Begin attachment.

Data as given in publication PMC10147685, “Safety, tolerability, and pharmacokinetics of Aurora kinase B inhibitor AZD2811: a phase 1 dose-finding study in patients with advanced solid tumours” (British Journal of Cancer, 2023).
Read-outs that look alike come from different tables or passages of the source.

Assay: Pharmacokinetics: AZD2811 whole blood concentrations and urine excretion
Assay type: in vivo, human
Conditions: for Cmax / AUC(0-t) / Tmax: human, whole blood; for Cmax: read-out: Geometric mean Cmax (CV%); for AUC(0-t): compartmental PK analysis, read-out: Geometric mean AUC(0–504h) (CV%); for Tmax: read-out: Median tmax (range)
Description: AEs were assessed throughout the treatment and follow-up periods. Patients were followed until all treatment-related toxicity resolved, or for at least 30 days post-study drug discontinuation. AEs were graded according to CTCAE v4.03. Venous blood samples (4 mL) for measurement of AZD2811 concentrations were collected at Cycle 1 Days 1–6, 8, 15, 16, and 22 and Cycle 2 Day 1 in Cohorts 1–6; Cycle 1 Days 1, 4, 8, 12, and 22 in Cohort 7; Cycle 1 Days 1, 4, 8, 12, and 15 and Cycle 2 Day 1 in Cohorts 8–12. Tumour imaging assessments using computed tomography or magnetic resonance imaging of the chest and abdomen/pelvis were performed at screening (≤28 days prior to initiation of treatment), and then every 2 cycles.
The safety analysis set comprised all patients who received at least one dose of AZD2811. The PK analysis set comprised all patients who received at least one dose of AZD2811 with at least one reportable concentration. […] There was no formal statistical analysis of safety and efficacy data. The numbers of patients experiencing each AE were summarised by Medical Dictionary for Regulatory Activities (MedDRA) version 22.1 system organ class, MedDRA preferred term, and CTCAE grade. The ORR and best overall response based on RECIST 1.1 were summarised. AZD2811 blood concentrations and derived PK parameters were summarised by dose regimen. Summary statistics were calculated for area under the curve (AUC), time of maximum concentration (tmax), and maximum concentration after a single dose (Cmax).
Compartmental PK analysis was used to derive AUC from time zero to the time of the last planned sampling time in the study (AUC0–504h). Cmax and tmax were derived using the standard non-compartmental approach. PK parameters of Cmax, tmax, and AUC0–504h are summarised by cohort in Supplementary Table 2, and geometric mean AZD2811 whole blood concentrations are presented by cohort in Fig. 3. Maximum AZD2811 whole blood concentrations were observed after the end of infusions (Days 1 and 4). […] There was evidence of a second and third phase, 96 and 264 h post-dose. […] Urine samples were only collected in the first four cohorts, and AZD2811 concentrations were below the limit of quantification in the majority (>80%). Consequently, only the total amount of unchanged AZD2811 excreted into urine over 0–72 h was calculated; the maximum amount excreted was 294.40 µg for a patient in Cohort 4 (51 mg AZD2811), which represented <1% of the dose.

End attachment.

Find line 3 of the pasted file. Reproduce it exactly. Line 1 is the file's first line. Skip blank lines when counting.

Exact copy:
Assay: Pharmacokinetics: AZD2811 whole blood concentrations and urine excretion